It started with just a name on a company registration form: Antonino Vadala.
Because that name belonged to a man in business with Maria Troskova – a model turned businesswoman who became an assistant to Slovak Prime Minister Robert Fico – reporters wanted to know more.
That curiosity may have killed Slovak journalist Jan Kuciak along with his fiancée. Both were found shot to death last weekend, plainly at the hands of a professional hitman.
But Kuciak and his partners – the Organized Crime and Corruption Reporting Project (OCCRP) and the Czech Center for Investigative Journalism (CCIJ) – had realized they found trouble much earlier – as soon as they asked the Investigative Reporting Project Italy (IRPI) to check out Vadala and his partners.
The Vadala family, who hail from a small town on the toe of Italy’s boot, first showed up in Slovakian business records in 2002. According to media reports, another Calabrian family, the Roda, had moved to the country in the 1990s. In their new home, the two families went into business together, took advantage of European Union (EU) farm subsidies, and built a major agriculture business.
Reporters found that the Vadala and the Roda have ties to the ‘Ndrangheta, one of Italy’s most powerful and dangerous criminal groups. It is known for its skill at cheating the EU out of pots of public money, such as farm subsidies.
So, was that happening in Slovakia? It was a logical question for investigative reporters, and that’s what Kuciak was working on when he was murdered. He was shot once in the chest. His fiancée, also 27, once in the head.
OCCRP was not yet ready to publish the story. At the time of his murder, Kuciak was still hunting down missing information and putting together the full picture. But some details about his work in progress has leaked out. Fearing that more reporters could be killed if they pursued his story without knowing the background, OCCRP and partners are now publishing what is already known.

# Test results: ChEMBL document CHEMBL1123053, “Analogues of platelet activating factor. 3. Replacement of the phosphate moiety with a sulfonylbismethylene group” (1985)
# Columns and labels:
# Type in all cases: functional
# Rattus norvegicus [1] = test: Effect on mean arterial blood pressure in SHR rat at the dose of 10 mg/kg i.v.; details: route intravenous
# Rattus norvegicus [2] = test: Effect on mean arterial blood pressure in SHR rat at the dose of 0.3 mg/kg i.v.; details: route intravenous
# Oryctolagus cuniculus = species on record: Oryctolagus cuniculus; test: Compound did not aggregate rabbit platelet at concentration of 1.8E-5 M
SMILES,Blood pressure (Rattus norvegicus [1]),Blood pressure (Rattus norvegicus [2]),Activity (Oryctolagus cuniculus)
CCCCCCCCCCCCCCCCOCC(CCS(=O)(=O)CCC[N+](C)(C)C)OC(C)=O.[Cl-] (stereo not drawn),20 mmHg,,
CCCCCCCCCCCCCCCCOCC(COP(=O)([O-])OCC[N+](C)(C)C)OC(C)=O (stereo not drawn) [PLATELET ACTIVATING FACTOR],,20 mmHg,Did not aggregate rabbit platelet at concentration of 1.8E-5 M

And this much is clear: Significant alleged and actual criminal activity seems to have been undertaken by the Roda, the Vadala, and their business partners.
OCCRP has no evidence that any person in this story had anything to do with Kuciak’s murder. But over the past months, Italian police have warned reporters that some of the people they’ve been asking about are dangerous and potentially in contact with members of the ‘Ndrangheta.
The 1990s were a time of opportunity in Eastern Europe, where years of Communist autocracy had come to an end. But despite rich land and eager workers, business was hardly easy. Rule of law was still mostly a theory, and capital from any source, either foreign or domestic, was scarce in newly democratic Slovakia.
Organized crime groups saw the possibilities and were unafraid of the downsides.
“The fall of Berlin Wall and the collapse of Soviet Union in the 1990s meant the opening of the Eastern European border. This meant new opportunities for the organized crime groups,” says Czech criminologist Petr Kupka.
The Vadala family hails from Bova Marina, a sleepy seaside town of only 4,000. The Rodas came from neighboring Condofuri. These Calabrian villages are in the heartland of the three powerful ‘Ndrangheta clans: the Vadala, the Iamonte, and the Galliciano.
Reporters were struck by the fact that the Vadala family in Slovakia has the same name as the clan that rules Bova Marina, but could not confirm the two are connected.
The ‘Ndrangheta is Italy’s strongest mafia organization – a fearsome group that has grown into a global player. According to the Europol Threat Assessment of Italian Organized Crime published in June 2013, “The ´Ndrangheta is among the richest, most threatening and most powerful organized crime groups at a global level. …The clever use of legitimate business structures created by its Clans permits them to hide the criminal nature of their profits and, combined with corruption, to infiltrate the economic and political environments in which they operate.”